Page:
Although it is still a one man operation, some fun stuff has spilled out. As IT is mostly a locationless and borderless activity. I have been dragged into some fun administration and development tasks.
My last adventure are bitcoin miners, who would have thought that this could be a service. The thing is that some of our client have had the need for some graphics cards recently, but that need has went away. So they where left with some interesting hardware, and somebody came up with the idea to mine bitcoins instead of trying to sell them off. So we put together 3 bitcoin mining systems and we are currently producing somewhere around 2900 Mhash a second. I really don't know if this is a lot or a little, but we are producing just a bit over the expected amount for each of the 3 systems, so...

I mentioned the web store earlier. So that was also fun. The store that the company I co-founded made is hosted on a shared hosting system at my current employer's data center. And I made the shared hosting system, which was fun. If you are the one regular reader on this blog (I'm sure there is one, and whoever you are thanks for the support) , you will know that I'm an opensuse guy. But I decided to use Cent OS for this particular task. I like Cent OS, and I found that it can get the job done. For shared hosting you would want to be able to give every hosted website its own work space. And there are many ways to do so. But the method I fell in love with was the Webmin/Virtualmin method. Webmin is a AIO Linux Management Web Interface that allows you to use a user friendly web GUI to configure your system. Virtualmin allows you to create separate isolated Webmin accounts for the different hosted web services and clients. I don't know if this is the best way to do this, but the Cent OS install and the Webmin and Virtualmin installs and configuration took me one day(5 hrs), so totally win.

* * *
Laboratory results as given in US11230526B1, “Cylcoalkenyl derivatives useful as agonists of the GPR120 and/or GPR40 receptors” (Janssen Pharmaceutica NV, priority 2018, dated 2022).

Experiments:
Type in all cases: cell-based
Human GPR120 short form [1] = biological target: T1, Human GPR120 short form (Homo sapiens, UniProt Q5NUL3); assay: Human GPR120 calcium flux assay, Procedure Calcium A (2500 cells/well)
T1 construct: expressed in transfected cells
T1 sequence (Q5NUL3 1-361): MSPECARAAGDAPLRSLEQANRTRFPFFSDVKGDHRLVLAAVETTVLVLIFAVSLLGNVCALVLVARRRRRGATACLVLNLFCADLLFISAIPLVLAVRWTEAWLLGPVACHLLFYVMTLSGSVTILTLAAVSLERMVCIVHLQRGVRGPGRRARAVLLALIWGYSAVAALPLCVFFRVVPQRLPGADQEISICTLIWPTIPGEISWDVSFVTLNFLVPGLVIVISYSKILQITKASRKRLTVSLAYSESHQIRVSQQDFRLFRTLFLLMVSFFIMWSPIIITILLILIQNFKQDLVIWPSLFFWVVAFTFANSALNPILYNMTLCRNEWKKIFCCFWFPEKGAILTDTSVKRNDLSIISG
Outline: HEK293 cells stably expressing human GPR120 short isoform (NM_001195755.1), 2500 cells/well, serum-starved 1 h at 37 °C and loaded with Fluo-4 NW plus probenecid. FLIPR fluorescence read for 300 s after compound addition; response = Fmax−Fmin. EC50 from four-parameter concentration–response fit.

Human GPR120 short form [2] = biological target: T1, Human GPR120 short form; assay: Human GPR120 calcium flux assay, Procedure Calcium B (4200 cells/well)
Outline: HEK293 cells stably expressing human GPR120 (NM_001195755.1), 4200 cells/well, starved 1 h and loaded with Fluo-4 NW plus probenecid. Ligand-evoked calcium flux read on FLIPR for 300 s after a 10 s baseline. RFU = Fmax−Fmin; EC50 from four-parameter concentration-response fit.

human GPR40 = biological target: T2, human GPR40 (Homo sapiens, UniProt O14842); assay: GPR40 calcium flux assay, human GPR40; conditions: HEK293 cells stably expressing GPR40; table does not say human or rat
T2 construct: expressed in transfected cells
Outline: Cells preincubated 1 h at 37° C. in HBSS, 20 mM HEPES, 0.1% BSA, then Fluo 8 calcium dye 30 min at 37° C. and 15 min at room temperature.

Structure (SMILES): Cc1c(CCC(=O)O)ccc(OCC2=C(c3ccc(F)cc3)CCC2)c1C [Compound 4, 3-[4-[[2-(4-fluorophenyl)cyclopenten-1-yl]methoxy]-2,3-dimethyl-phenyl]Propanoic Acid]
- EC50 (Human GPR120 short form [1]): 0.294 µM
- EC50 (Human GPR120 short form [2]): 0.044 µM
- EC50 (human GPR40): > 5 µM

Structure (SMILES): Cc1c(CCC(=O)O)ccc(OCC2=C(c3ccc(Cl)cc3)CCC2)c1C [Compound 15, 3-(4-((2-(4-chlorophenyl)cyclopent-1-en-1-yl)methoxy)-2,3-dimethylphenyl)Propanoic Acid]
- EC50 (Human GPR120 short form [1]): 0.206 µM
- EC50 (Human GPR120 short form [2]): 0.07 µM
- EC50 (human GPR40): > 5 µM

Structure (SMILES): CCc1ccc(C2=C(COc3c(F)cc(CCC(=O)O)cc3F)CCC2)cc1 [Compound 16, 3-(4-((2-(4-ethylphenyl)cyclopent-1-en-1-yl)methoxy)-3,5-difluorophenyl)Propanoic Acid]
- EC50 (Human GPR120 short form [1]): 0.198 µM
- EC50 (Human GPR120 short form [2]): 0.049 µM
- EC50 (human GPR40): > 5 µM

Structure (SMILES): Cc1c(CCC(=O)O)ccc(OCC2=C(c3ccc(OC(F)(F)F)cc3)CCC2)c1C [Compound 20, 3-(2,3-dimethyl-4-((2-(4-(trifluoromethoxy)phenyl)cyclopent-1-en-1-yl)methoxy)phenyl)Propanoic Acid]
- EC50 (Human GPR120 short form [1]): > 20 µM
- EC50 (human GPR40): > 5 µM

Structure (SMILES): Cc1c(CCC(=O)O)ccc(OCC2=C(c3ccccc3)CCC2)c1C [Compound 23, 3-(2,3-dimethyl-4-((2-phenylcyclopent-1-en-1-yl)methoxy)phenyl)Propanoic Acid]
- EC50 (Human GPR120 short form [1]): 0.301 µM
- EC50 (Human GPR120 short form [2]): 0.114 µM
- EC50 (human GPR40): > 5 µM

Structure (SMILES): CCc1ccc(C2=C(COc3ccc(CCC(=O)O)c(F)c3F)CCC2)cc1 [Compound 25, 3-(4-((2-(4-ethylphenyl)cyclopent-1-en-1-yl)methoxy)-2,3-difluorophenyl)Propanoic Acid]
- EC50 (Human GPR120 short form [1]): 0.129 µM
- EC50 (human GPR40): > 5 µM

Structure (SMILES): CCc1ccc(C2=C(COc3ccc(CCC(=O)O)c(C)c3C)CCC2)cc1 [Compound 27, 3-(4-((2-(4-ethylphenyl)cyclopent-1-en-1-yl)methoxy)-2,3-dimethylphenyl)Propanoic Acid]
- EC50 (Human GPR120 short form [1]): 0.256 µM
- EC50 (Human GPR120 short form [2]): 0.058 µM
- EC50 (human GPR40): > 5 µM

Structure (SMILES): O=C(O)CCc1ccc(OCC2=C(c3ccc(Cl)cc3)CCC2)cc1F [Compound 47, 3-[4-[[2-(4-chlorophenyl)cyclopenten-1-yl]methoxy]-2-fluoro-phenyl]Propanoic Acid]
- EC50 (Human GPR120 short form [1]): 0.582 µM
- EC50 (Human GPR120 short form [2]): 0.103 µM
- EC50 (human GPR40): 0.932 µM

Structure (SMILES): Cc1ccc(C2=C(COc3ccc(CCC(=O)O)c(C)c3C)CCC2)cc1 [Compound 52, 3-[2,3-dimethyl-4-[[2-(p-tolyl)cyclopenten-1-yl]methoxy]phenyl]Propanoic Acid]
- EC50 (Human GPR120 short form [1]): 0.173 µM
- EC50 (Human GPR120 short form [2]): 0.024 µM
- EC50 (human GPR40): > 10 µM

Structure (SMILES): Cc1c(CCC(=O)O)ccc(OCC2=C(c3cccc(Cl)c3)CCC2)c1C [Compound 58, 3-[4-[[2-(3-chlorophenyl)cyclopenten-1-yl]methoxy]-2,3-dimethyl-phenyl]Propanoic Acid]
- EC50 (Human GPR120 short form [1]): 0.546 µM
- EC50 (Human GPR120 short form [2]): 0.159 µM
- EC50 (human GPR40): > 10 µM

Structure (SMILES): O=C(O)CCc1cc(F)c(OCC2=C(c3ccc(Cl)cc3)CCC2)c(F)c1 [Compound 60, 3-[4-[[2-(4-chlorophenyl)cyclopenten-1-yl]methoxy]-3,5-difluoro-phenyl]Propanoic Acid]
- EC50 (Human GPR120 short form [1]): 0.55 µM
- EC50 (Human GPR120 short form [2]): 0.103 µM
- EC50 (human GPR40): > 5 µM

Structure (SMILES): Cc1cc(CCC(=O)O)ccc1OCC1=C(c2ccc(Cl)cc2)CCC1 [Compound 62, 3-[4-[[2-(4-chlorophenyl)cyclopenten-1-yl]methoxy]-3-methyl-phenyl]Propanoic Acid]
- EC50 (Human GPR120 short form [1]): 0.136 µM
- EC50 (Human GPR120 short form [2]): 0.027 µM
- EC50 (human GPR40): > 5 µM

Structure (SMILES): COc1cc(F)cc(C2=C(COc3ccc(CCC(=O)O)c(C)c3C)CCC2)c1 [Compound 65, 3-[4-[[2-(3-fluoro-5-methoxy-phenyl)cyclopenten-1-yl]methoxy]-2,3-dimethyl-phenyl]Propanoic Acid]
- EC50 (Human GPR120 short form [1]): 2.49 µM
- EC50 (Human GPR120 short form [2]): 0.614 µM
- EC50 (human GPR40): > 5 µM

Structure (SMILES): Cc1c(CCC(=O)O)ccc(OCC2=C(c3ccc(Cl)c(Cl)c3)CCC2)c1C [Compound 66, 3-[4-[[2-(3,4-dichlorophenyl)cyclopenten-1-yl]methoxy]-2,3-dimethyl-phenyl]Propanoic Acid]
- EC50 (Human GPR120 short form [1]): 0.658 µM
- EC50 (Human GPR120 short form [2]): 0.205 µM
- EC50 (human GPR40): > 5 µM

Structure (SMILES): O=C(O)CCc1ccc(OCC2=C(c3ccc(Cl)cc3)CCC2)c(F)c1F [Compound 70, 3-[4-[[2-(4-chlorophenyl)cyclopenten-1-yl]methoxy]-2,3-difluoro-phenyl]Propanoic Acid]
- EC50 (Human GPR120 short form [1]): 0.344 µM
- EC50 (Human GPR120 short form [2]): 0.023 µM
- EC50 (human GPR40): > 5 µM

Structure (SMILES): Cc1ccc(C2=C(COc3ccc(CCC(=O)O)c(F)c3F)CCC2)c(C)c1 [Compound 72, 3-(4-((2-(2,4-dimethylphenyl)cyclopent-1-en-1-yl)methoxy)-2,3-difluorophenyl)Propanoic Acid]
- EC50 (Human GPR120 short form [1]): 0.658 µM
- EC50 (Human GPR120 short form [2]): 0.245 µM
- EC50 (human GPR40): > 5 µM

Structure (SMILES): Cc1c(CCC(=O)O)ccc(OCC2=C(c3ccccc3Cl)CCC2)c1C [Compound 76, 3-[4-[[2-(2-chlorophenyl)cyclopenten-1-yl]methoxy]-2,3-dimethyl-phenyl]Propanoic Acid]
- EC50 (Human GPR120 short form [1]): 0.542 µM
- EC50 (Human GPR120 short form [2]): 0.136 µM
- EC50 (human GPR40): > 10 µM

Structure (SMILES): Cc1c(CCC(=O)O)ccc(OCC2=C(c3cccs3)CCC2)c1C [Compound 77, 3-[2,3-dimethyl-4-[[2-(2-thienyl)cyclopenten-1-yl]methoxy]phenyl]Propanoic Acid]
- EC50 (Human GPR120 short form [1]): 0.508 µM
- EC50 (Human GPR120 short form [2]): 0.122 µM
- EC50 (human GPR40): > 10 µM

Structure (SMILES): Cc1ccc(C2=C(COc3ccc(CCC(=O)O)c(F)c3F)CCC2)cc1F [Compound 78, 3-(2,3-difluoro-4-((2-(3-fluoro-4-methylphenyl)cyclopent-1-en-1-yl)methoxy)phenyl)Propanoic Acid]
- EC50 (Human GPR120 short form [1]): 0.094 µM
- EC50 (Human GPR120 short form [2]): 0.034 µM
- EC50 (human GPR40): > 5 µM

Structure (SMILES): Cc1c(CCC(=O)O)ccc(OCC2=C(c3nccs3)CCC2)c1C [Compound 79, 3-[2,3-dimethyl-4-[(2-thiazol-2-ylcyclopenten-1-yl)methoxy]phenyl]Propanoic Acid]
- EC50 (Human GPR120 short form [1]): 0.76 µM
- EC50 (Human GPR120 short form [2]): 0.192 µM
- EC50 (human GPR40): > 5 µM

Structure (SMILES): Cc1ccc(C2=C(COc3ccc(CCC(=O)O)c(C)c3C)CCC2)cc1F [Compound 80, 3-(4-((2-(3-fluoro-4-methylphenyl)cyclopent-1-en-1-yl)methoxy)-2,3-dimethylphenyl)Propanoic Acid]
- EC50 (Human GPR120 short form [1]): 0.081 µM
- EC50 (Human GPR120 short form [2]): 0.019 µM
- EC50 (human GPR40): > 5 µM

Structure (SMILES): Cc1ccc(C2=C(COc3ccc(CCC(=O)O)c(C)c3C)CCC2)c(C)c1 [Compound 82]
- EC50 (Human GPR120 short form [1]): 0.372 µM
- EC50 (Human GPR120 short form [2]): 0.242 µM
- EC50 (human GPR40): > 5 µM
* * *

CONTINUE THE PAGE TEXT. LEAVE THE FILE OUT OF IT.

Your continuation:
The other interesting thing is the web stores themselves. And I am saying stores because after the PC web store made by my company started, my day job employer decided he wants to do the same thing, e-cigarettes are currently big in Bulgaria, and although I don't care about them and I don't see them as a viable busyness, I still like the challenge of bringing up an e-commerce site. So I decided to use opencart. Initially I was told that we are going to have about 4000 items in the store. So I decided that manual input of that amount of different types of goods is just not viable. So I contacted our supplier and asked for some type of database access or something like that in order to automate the entire process. Unfortunately the company doesn't know what IT is. The have a web store that was made by some company, but that company was also non responsive to the demands of e-commerce. They offered an SQL dump. Which would have been a one time thing and would have left us with a manual data refreshing process. I have one thing to say to you if you are a supplier of goods or other stuff, make sure that your products database is in some way accessible to the distributors you are working with. Make sure you can supply an up to date XML or CSV or even read only access to a database with the products and their characteristics. Otherwise you are retarded. So since they were unresponsive to my needs I decided to backdoor them, but more on that in my next post.

So what else? Ah, game development. Right. Project Konflikt still has no artwork and the engine is still pending a total rewrite. We started another project that will be full on 3D and we are making a mock-up in the blender game engine. More on that another time. Write me a comment, tell me what 2012 has been for you.